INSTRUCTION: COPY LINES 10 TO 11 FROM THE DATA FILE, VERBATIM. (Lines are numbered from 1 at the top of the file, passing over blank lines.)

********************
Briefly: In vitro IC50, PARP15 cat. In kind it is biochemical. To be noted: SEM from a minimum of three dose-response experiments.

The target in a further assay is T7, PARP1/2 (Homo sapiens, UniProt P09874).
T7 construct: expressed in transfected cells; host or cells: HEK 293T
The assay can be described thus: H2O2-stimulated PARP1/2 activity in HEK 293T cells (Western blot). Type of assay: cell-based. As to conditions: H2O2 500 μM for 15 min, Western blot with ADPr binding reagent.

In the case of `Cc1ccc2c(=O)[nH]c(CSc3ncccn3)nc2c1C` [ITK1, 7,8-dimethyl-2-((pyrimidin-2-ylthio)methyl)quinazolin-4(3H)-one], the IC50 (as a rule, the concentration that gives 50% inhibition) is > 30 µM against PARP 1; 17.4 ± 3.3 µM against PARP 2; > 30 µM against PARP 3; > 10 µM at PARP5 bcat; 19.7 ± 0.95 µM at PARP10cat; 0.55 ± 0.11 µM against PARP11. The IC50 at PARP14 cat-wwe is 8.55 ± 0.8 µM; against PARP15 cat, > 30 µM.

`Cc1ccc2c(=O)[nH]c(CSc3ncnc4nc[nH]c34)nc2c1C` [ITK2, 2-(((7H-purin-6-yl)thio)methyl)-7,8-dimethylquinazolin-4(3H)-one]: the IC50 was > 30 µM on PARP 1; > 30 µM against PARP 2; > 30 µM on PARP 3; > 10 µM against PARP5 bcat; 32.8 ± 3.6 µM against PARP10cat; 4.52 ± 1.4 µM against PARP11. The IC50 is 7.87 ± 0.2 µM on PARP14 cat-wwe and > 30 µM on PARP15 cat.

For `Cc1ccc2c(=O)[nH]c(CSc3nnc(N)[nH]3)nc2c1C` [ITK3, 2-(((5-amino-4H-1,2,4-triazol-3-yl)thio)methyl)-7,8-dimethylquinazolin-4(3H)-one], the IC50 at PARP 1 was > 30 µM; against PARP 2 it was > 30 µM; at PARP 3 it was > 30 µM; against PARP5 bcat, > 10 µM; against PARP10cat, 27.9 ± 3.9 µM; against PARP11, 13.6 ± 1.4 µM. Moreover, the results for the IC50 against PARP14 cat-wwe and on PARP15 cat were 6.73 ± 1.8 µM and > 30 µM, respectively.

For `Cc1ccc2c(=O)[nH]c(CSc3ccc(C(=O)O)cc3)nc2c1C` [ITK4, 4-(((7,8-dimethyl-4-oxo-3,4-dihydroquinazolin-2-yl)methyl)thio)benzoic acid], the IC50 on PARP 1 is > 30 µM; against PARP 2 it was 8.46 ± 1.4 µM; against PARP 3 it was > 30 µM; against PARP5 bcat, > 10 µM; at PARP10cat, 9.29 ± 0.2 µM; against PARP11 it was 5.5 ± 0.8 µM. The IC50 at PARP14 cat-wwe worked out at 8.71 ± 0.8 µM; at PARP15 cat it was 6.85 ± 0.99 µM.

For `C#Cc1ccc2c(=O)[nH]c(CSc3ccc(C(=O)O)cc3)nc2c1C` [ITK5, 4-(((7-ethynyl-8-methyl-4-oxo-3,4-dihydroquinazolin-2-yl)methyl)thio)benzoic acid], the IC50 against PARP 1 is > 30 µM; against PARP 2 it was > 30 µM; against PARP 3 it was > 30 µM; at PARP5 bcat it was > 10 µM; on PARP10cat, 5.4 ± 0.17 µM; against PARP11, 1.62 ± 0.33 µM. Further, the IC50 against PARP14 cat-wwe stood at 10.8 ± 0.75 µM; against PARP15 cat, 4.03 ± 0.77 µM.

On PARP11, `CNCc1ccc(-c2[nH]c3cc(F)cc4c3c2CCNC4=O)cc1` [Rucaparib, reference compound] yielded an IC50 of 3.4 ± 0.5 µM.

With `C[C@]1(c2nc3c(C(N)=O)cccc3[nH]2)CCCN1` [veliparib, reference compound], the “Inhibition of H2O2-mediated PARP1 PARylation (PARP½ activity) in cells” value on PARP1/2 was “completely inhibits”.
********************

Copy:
On PARP11, `CNCc1ccc(-c2[nH]c3cc(F)cc4c3c2CCNC4=O)cc1` [Rucaparib, reference compound] yielded an IC50 of 3.4 ± 0.5 µM.

With `C[C@]1(c2nc3c(C(N)=O)cccc3[nH]2)CCCN1` [veliparib, reference compound], the “Inhibition of H2O2-mediated PARP1 PARylation (PARP½ activity) in cells” value on PARP1/2 was “completely inhibits”.